The 2005 is just so very contemporary. It’s accessible to a wider audience who don’t appreciate a 5.5 hour run time or the confusing social rules that reigned over the regency era, but they came dangerously close to desiccating a literary staple via one essential element: Lizzy. No, just…..no. Though I will consent that the music is breathtakingly beautiful.

Arabella – Ok so there was no Tom Hiddleston in either version of this movie so neither can be a perfect 10 in my books.

I do agree with Sophia that the 1995 version is significantly more enjoyable. The longer run time gives a much better background of social norms against which we can lay the characters and allow them to come alive. This is most significantly seen with Lizzy, who was written to be a spirited and independent woman in a time when that simply wasn’t the way women were to behave *insert super posh Humpf-ing and indignant nose-sniffing*. This version allows time and detail to be put into a lavish understanding of cultural and societal norms and subsequently why her vivacious personality could be at first so off-putting (and then so very AAAAWN-putting!!) to Mr. Darcy, and the same can be said for all of the characters in the story. Through this attention to detail we understand why Lydia’s elopement is a social death sentence to the family, how good old McDarcy-pants would feel to be engaged from childhood to his cousin (ewww!! Although it was a thing…but EWWW!!) for which he didn’t care at all, and just how utterly thrilling it would be to have a single Mr. Money-buckets move in next door to a family of single girls (SUCH a drain on the bank account…). Also, Mr. Darcy’s curly black hair and delightful sideburns, gorgeously modeled by Colin Firth? Yeah, that’s pretty much the best. Besides all this you get to enjoy gorgeous costumes, mesmerizing hairstyles, and Mr. Toad Collins stuffing his face to gagging capacity. What’s not to love?!

Favorite Line: “I believe it is of great doc-try-nal import, sir.”  – I basically just love the way she pronounces doctrinal.

2005 version…hmmm…so much to say. I shall attempt to be brief. This movie was awful and has very few redeeming qualities. Brief enough? Ok fine. My biggest beef with this movie is that Lizzy’s character was presented in entirely too modern a way. The character was intended to be independent and spirited but either through a flaw in acting or writing, instead she came off as a sexed-up tease who leads with her lips and I couldn’t for the life of me figure out why upstanding Mr. Darcy (brilliantly portrayed by Matthew Macfadyen) would ever be attracted to her sultry pout and hate-all-the-controlling-men vibe. The ’empowering’ speech she made to Mr. Collins when she rejected his proposal actually made me feel sorry for a man who seemed to be socially awkward and merely responding to the ‘stay away come get me’ messages she was throwing out with every eyelash bat and collarbone-enhancing gasp of indignation. And I cannot end this review without mentioning my bone-chilling disgust with the whole ‘walking through the sunrise-kissed fields in nighties’ scene. Do we really think either of them would set a toe outside their own rooms clad so informally, especially when one of them is related to the peerage?!?! I mean, people in history did socially inappropriate things, don’t get me wrong, but I’m pretty sure a man whose income was ten thousand pounds a year wouldn’t go wandering around outside half dressed just because he was a bit love sick. He wasn’t a peasant, after all! I find this all keenly disappointing, too, because with a shorter run time (and absolutely beautiful music!), this is definitely the version that most people will watch. Why, people?! History is judging you…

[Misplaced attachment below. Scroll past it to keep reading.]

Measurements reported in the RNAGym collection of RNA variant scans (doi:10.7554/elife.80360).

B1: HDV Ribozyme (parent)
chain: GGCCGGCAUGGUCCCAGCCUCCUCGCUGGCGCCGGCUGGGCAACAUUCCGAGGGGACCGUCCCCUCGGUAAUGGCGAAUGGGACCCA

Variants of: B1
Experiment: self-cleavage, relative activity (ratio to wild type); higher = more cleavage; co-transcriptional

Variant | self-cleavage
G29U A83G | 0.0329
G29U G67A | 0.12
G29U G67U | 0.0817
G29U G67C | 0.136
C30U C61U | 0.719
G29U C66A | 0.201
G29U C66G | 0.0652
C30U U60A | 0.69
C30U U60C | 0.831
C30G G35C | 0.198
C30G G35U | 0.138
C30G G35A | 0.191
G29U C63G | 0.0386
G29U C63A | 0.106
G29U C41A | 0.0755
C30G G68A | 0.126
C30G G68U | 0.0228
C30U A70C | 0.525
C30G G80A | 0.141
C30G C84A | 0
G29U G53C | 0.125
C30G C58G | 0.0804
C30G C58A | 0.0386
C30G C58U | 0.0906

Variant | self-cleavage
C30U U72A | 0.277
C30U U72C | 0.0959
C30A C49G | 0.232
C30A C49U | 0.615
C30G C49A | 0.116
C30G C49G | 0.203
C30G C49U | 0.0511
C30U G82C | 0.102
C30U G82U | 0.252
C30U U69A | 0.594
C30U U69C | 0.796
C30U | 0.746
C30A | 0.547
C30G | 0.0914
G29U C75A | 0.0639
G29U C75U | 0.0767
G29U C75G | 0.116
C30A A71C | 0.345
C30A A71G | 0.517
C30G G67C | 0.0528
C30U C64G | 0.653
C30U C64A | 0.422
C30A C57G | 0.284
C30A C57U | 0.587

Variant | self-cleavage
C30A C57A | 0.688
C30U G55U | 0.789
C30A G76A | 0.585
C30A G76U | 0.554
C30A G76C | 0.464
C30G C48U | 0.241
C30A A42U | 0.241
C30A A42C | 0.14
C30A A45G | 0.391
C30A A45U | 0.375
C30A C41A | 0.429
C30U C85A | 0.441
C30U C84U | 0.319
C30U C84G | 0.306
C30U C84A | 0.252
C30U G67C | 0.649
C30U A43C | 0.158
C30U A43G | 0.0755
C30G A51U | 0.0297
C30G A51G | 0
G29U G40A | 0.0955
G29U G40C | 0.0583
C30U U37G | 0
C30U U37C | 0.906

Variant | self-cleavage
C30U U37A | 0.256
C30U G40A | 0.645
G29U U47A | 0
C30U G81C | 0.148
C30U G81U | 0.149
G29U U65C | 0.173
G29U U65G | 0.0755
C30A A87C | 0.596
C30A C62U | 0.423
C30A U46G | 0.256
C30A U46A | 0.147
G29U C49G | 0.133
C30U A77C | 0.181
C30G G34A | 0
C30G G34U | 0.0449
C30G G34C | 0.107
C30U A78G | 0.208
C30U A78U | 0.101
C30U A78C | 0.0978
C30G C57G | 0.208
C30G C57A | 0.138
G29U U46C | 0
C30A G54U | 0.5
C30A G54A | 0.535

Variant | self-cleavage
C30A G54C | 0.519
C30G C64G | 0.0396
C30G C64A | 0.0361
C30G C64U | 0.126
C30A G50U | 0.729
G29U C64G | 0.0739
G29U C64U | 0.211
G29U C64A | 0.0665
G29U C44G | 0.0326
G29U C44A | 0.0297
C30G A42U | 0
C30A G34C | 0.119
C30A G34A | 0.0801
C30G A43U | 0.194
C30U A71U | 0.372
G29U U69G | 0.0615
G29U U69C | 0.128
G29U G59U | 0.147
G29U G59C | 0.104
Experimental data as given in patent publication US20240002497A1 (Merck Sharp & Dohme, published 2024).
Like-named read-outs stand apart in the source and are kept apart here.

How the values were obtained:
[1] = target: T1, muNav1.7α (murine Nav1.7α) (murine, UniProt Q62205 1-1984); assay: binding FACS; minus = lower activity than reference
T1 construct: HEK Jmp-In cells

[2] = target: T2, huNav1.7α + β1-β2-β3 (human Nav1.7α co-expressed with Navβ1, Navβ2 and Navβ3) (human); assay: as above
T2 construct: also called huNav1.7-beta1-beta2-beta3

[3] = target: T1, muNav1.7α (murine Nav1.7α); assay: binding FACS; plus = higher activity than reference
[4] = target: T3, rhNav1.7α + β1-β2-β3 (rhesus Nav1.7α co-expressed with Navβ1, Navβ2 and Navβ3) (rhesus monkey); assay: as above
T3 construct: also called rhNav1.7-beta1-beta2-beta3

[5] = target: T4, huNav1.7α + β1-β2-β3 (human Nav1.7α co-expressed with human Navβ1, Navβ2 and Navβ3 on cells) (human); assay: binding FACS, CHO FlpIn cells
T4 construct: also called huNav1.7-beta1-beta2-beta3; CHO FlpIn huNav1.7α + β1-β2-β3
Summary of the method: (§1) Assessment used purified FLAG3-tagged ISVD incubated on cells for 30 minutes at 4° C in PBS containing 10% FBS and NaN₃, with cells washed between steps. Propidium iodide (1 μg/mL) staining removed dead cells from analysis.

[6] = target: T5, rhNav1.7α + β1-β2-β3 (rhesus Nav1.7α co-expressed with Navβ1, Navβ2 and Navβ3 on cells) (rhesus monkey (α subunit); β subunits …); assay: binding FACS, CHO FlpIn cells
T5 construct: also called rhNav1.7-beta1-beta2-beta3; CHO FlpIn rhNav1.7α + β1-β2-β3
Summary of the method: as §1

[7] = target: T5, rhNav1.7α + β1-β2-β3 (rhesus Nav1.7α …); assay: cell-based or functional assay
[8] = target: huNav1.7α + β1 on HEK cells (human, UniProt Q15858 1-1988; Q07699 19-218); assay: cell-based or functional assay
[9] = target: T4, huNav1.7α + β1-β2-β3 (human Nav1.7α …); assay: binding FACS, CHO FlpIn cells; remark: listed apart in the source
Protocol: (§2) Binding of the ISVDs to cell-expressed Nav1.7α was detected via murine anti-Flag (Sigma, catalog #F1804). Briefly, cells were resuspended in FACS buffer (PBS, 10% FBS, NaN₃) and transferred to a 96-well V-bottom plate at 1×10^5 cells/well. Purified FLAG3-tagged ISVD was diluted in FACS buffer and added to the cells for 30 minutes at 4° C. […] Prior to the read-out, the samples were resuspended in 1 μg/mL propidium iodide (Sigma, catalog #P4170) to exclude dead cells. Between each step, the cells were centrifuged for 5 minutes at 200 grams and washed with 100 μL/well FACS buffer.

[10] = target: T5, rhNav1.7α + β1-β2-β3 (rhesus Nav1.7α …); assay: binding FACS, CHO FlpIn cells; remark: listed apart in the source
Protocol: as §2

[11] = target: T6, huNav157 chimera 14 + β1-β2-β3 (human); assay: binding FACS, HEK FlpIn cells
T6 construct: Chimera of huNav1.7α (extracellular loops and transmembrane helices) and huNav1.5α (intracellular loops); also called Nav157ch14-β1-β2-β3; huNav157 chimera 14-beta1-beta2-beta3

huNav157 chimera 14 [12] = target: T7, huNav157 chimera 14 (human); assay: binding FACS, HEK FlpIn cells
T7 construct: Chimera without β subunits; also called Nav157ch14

Favourite Line: The End

Obscenities– Nothing of current significance in either. 2005 does have 2 religious exclamations.

Sex – 2005 has some innuendo for the sake of grabbing audience attention *insert look of snobbish disdain*

Audience – (1995) is appropriate for pretty much anyone, though the excessive dialogue may not be engaging for younger audiences or troglodytes. (2005) has more obvious emotional angst that might be upsetting for more sensitive youngsters and anyone who’s remotely aware of the rules of etiquette for this time period.